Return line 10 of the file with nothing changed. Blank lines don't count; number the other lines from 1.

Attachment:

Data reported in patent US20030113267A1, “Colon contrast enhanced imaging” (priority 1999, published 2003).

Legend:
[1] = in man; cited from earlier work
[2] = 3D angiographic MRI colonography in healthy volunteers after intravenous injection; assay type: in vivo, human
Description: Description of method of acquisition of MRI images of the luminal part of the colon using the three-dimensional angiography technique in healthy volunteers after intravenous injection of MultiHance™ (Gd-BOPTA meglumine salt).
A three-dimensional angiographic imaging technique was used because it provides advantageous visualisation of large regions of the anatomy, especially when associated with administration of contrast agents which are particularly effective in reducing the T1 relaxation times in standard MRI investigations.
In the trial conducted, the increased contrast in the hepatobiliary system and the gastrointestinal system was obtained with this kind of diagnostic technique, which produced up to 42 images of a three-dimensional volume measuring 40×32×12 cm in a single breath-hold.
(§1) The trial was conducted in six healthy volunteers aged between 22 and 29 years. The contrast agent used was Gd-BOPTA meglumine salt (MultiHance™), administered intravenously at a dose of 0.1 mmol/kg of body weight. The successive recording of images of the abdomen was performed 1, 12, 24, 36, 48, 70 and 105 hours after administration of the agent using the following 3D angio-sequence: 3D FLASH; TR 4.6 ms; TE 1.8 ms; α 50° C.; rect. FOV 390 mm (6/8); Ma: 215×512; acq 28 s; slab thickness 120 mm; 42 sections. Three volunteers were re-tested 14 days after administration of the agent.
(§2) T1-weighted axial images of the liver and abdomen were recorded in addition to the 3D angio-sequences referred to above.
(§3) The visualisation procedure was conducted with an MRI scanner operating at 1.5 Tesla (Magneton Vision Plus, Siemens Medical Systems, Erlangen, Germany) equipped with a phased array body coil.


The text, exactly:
(§3) The visualisation procedure was conducted with an MRI scanner operating at 1.5 Tesla (Magneton Vision Plus, Siemens Medical Systems, Erlangen, Germany) equipped with a phased array body coil.